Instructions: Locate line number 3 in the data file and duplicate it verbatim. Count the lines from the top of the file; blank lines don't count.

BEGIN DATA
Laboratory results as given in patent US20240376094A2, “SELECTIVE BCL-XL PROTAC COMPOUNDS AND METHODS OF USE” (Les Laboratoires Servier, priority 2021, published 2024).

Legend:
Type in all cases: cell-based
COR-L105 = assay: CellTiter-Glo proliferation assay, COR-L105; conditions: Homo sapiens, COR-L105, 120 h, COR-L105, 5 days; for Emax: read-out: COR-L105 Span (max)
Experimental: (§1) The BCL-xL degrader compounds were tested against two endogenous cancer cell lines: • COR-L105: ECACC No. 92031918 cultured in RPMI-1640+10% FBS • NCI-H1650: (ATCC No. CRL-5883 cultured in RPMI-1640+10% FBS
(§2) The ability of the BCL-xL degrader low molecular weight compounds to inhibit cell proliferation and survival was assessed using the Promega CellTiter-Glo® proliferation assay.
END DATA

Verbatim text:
Type in all cases: cell-based